Social workers and volunteers separate entities — MASW

KUCHING: The Malaysian Association of Social Workers (MASW) is concerned about the Sarawak government’s decision not to support the proposed Social Workers Bill, on the grounds that the requirement of professionally qualified social workers will “kill the spirit of volunteerism”.

In a statement e-mailed from Petaling Jaya, MASW president Teoh Ai Hua clarified that the roles of a social worker and a volunteer are quite separate entities although in many countries, including Malaysia, they are still being erroneously perceived as one and the same.

He explained that unlike voluntary work, social work is globally recognised as a profession which, like other established professions, has a body of knowledge, values, skills and a code of ethics to guide social work practitioners and educators.

“Malaysian public universities have been producing graduates in social work since 1979. In fact, the social work programme at Universiti Malaysia Sarawak (Unimas) is the second oldest social work programme in the country,” he said in the statement.

He pointed out social workers are referred to as professionals and employed to provide statutory services, for example, in child protection, domestic violence, drugs and substance abuse, criminal offences, health and mental health.

Social workers are also working to promote the well-being of the disadvantaged, vulnerable and marginalized in the community which includes the poor, elderly and disabled persons, he added.

He went on to say the drafting of the Social Workers Bill has been strenuously thought out by MASW with the support of the federal Ministry of Women, Family and Community Development, Department of Social Welfare, United Nations Children’s Fund, and social work educators from the public universities.

“The Bill seeks to register qualified social workers and regulate social work practice to ensure the best interest of clients and other service users, many of whom are experiencing multi-dimensional and high-risk social situations which demand appropriate and effective professionally competent services.

“The Bill does not intend to regulate voluntary work or ‘kill volunteerism’,” he said, adding various groups of stakeholders have also been consulted for their understanding and feedback since 2010.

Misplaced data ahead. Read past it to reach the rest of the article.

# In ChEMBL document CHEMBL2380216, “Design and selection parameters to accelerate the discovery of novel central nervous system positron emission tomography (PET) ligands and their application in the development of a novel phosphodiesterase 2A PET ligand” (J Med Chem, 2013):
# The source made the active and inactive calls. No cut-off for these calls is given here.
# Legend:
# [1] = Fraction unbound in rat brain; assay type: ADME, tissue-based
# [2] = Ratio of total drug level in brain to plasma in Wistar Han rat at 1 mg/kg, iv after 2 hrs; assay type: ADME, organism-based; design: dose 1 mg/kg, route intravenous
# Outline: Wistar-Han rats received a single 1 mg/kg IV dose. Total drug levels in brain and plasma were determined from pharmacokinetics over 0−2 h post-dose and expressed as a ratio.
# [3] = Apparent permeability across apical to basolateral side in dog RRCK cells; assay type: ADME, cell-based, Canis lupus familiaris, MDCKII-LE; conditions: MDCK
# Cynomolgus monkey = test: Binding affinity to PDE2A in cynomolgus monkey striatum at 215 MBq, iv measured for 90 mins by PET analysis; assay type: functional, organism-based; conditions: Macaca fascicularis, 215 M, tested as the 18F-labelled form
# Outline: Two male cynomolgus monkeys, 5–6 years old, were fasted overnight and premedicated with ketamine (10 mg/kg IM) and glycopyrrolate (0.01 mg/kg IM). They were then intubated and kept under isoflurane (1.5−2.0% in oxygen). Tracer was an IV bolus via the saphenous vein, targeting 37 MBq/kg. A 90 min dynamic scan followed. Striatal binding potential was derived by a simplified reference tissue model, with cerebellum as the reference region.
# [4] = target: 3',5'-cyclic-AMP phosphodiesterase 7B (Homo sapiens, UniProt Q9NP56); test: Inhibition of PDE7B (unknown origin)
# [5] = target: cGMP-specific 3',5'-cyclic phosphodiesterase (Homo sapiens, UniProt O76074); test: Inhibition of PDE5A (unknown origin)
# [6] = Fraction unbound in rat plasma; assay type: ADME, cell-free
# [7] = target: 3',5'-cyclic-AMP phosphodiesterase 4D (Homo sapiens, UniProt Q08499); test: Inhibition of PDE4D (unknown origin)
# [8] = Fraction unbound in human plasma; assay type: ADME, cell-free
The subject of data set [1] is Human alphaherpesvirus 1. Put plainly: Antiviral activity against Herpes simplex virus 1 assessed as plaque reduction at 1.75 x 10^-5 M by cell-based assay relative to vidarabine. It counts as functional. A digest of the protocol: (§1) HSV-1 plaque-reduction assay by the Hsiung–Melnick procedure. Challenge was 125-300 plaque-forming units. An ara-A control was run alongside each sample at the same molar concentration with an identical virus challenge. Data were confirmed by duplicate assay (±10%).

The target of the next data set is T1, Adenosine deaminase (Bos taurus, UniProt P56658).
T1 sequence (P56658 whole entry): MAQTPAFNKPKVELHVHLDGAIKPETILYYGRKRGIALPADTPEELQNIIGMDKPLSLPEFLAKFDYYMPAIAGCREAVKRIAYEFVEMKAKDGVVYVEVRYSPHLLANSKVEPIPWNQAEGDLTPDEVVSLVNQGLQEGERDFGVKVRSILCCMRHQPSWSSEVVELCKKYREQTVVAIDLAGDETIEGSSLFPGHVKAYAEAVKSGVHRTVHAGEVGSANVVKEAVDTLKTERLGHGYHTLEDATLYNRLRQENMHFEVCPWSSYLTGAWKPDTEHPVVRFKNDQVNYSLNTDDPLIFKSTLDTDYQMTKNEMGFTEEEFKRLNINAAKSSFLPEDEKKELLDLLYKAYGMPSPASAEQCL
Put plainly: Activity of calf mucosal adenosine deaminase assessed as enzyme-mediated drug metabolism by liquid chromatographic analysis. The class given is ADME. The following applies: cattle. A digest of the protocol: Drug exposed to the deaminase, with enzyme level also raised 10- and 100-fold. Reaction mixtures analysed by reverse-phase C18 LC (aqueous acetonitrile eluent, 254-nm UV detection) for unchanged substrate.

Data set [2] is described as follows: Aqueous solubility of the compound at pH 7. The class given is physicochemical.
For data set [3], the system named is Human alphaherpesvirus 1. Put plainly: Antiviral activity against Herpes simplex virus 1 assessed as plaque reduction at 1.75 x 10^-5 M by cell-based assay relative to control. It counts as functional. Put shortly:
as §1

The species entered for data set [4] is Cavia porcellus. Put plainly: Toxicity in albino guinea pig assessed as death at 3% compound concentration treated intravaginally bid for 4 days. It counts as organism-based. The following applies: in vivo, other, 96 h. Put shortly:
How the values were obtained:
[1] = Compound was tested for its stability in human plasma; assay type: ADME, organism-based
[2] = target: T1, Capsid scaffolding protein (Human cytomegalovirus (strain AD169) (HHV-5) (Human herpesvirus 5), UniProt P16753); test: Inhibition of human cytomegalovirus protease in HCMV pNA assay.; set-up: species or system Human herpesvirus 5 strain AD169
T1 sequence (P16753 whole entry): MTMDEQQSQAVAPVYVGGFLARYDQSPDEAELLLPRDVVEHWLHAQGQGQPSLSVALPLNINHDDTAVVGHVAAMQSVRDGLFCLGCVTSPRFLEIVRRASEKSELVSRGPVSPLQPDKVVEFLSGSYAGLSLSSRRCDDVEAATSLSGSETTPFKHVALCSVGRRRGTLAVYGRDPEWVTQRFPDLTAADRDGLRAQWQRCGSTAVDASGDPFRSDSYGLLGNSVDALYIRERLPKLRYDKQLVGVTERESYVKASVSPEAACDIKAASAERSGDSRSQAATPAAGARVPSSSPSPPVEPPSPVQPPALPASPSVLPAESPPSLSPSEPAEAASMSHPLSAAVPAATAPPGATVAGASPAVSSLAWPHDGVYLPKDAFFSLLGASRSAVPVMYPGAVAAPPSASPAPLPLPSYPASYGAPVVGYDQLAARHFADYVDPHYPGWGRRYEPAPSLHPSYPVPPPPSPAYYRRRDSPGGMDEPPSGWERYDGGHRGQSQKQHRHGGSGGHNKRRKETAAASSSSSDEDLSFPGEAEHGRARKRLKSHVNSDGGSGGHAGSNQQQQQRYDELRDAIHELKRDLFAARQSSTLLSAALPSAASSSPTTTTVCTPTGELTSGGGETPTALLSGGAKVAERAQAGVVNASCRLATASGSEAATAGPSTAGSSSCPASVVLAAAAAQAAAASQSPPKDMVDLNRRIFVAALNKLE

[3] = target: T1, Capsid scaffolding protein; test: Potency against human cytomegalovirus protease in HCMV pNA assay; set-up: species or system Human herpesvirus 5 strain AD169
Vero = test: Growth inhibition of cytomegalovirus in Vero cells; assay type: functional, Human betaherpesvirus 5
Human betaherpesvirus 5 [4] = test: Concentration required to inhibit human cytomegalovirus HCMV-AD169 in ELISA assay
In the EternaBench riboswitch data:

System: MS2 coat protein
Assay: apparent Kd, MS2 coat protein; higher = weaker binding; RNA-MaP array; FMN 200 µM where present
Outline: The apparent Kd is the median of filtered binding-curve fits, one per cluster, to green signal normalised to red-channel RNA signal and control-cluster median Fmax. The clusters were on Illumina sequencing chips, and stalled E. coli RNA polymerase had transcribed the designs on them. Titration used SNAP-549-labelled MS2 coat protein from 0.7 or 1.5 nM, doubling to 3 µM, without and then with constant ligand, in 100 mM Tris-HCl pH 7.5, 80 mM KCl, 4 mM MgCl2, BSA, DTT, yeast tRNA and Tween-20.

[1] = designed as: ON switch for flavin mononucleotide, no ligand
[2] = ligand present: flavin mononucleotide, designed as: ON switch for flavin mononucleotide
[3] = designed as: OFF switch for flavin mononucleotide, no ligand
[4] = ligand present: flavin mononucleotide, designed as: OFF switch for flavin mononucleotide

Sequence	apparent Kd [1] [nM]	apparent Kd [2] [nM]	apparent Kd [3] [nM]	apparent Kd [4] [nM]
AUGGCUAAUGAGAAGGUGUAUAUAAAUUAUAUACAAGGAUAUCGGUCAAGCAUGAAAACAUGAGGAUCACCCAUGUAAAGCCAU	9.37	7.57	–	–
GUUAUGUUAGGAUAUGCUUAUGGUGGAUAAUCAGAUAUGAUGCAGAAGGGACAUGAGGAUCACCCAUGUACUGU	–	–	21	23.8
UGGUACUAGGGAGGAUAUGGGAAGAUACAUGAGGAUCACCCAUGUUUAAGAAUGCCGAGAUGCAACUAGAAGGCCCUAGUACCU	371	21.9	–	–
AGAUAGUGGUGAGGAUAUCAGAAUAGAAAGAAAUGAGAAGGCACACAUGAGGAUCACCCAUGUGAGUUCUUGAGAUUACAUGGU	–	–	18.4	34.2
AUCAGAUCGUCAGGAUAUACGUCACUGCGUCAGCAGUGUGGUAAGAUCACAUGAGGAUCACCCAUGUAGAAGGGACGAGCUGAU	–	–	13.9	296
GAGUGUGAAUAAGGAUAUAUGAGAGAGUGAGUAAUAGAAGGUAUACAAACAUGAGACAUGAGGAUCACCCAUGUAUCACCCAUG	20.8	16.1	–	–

On voluntary work, he explained it is an act of charity based on human concern or a religious drive to do good deeds by helping and giving in cash and/or in kind without the requirement for professional qualification.

He pointed out that in many countries, including developed countries where social work is an established profession, voluntary work has always existed and will continue to exist, side by side with social work.

“Whether this is disaster relief work, or visiting hospital patients, or distributing food parcels to disadvantaged groups in the community, the spirit of volunteerism will always prevail.

“In our country and Sarawak in particular, the spirit of helping our neighbours, of reaching out to those in need, has been very much a part of our culture and will continue to be cherished and embraced,” he said.

Teoh was responding to last Wednesday’s Borneo Post report, in which Chief Minister Tan Sri Datuk Amar Adenan Satem announced that the state would not adopt the proposed Social Workers Act 2012 if the bill is passed in Parliament.

Adenan, who spoke during Azam (Angkatan Zaman Mansang) Sarawak’s 31st anniversary luncheon, pointed out that such a requirements “could kill the spirit of volunteerism” in the state, if social workers are required to have the necessary academic qualification.

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